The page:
W.W.J.D. on the Internet? A.K.A How Not to be an Asshole Christian Online

Tuesday, October 1, 2019
Woman seated on floor with a laptop and books



Remember W.W.J.D?

When I was a teenager, I wore a rainbow-coloured hemp bracelet with the letters W.W.J.D. braided into it. The idea was to wonder in all life’s situations, What Would Jesus Do? And as cheese-ball-esque as the whole movement was, it shaped me. I still stop and look at my situation often and wonder What Would Jesus Do?

And I’ve wondered this lately as I’ve watched and engaged in heated online discussions about politics and world events. Am I answering with the same grace and love that Christ would show? Is the very spirit of God present in my words?


To be fair, I’ll say that I’m not convinced that if Jesus had come 2000 years later that he would bother with facebook debates and twitter feuds. Maybe he would, I don’t know. But I do know that we can glean a lot from scripture about how Christ interacted with people. Here is what stands out to me.

This is how I feel Jesus would Debate on the Internet.

1. Jesus would honour the unique individuality of each person. 

He would recognize and treat each person as an individual. In scripture we see Jesus meet people with similar infirmities, similar attitudes or sins, and respond to them each in a unique way. We cannot lump together everyone who rallies for the same side in a discussion. Your friend probably doesn’t believe in or support everything that’s been said by those on the same side of the issues as them. We are all individuals, and the nature of polarizing topics is that when we unpack it all, most of us don’t really land on either polar end.

2. Jesus would come alongside the person who feels weak, marginalized, and alone. 

I believe that Jesus would not contribute to someone feeling ganged up on or attacked by the masses. Yes, Jesus sometimes spoke harshly to pharisees and hypocrites (and we must be cautious because, unlike Jesus, we do not know people’s hearts!) but I do not see him anywhere in scripture shooting the wounded. He spoke tenderly to those who felt alone, abandoned and demeaned. Our goal as Christians is never to squash and humiliate our opponent, so we must watch to see that people are feeling empowered in the discussion and not abused.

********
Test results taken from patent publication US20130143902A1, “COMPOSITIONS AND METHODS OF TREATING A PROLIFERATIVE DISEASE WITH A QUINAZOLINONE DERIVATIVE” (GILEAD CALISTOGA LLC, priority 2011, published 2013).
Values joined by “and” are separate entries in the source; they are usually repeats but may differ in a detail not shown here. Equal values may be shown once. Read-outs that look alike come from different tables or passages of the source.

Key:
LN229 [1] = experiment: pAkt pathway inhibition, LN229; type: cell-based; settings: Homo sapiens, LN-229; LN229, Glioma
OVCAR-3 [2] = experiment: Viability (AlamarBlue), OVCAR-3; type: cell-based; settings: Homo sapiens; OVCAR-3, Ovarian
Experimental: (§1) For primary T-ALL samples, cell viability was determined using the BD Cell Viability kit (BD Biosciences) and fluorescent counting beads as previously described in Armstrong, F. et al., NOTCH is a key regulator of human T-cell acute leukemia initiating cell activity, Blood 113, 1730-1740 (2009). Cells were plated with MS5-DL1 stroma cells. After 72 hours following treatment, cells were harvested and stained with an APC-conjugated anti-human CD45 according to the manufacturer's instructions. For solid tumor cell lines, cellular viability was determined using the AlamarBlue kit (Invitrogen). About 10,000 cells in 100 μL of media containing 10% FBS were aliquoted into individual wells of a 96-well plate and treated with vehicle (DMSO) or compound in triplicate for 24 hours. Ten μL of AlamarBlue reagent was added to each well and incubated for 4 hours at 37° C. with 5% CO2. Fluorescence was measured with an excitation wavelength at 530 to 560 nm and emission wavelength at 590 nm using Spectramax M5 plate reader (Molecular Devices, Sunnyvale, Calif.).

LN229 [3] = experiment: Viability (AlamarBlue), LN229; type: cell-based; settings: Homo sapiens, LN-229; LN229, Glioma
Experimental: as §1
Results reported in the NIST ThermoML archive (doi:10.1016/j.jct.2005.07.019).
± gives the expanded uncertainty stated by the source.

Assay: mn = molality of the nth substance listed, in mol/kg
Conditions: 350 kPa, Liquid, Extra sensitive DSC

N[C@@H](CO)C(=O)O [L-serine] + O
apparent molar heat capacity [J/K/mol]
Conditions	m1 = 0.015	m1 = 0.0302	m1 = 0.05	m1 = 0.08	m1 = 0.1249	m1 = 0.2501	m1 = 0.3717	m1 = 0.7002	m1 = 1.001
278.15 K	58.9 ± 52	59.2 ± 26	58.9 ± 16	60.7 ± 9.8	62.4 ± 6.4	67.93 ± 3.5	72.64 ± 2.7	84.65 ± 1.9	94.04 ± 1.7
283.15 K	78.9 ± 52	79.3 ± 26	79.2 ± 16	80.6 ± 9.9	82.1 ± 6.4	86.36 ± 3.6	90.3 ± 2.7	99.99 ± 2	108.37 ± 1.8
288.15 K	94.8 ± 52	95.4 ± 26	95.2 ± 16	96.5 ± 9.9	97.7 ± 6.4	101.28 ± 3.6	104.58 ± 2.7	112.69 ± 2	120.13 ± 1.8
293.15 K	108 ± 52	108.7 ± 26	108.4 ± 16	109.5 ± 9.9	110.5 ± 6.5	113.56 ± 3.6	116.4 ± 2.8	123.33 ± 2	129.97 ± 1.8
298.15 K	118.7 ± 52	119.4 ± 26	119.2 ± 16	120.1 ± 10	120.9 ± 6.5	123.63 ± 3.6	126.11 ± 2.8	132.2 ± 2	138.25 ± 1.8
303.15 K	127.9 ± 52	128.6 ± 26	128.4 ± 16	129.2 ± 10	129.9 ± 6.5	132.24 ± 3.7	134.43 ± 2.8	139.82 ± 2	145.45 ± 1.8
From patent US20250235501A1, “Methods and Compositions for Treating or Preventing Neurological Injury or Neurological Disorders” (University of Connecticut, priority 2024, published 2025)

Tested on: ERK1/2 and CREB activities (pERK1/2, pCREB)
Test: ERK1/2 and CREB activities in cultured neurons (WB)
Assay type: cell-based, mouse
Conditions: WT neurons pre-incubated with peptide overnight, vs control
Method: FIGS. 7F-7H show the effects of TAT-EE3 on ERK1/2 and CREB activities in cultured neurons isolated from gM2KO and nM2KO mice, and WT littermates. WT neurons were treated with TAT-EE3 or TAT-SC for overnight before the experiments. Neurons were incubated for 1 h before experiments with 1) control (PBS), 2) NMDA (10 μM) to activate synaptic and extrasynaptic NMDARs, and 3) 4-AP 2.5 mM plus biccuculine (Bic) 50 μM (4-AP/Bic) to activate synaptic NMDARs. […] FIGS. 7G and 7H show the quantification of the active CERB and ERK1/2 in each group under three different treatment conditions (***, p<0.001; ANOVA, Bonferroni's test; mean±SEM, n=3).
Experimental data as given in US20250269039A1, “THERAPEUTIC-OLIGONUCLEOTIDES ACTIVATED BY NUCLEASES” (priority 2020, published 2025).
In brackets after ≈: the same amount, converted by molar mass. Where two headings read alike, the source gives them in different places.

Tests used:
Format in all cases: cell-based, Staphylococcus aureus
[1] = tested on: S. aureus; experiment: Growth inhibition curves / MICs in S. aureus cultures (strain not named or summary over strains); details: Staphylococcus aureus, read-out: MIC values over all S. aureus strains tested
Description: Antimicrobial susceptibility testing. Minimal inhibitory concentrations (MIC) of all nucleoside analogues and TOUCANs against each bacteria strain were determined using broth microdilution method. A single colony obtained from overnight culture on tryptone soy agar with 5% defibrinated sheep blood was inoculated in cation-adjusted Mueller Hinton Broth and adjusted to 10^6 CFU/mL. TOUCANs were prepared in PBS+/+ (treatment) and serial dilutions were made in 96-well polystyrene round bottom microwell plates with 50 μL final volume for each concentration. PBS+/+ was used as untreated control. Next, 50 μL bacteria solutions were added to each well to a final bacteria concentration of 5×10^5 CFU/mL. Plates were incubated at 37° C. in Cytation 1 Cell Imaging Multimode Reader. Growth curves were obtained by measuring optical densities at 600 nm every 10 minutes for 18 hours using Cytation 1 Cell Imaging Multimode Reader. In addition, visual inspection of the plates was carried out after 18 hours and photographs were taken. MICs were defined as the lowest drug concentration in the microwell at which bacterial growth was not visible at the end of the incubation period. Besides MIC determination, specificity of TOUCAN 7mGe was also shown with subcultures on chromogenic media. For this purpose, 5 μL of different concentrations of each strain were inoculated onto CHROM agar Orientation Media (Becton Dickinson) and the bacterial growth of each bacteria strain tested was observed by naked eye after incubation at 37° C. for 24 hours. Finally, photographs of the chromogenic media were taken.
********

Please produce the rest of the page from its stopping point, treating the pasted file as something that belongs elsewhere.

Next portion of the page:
3. Jesus would be for people. Passionately, powerfully, for people. 

Not causes, not issues, not political agendas, but people.  To be Christ like in this world is not to be against all the right issues, it is to be radically, sacrificially for people. For the feminist, and for the misogynist, the prostitute and for the john, the minimalist and the materialist, the babies, the mothers, and the abortionists. For drug addicts, business people, pastors and politicians. It means being for the liberal and the conservative alike. Radical, I know.


4. Jesus would love his enemies.  

We have a Lord who healed his captors and prayed for his executioners.  That person you disagree with is a treasured and cherished being made in the image of his maker, and any truth not bathed in reverence for that fact is not truth at all.

5. Jesus would pray. 

I am so very guilty of diving head first into tricky conversations without first seeking the Holy Spirit’s guidance, and this is folly and sin. Jesus set an example for us when he took the time to soak up his Father’s will before engaging with people. I cannot engage in difficult, meaningful, intelligent conversation without the help of the Holy Spirit.  I just can’t.

6. Jesus would flip some figurative tables. 

He would braid a whip and engage in holy protest and stand up against injustice. Nobody is asking you to sit down and bite your tongue. We must keep having important conversations and following those conversations up with creative, passionate, and peaceful social action.

You know what else? Jesus would also make scathing remarks that cut to the heart and leave the hearers convicted and angry. He called  hypocrites a “brood of vipers” or “white-washed tombs”. But Jesus knew their hearts. He knew their intentions. We don’t.  We need to err on the side of humility and kindness because we cannot see one another’s hurts and hearts.

A Standard of Humility and Grace

More than anything else, those w.w.j.d. bracelets reminded me, as I fell short of the ideal day after day, that I am not Jesus. I am a sinner, and God knows my frailty. He has made gracious reconciliation available to me through His sinless life, death and resurrection. So, the one thing we can do that Jesus didn’t have to is make apologies and restoration where we have caused offense. It’s okay to have been wrong, there is grace for that. But it’s not okay to knowingly leave a friend hurt and marred by our words.

This is the question I ask myself now.

When my mind is spinning and my heart is pounding because, oh my gawd, somebody is wrong on the internet: Do I want to be proven right, or do I want to be Christlike? Do I want to make my point, or do I want to honour the unwavering love of God for the person on the other side of these screens?

And if I can’t do that, if I can’t speak in genuine love, saturated with reverence for the sacred dimension of the other, then I must keep silent until I can.  It is a tall order, my friends.

But I believe in us. I believe that we can be real and raw and bold without being demeaning. We can make a case without implying that those on the other side of it are stupid or evil or lazy. We can humbly affirm that there are absolute truths, but we don’t always know the truth absolutely. I believe we can love people more than we love our opinions. Not perfectly, but increasingly.

May we love each other well today, online and off.

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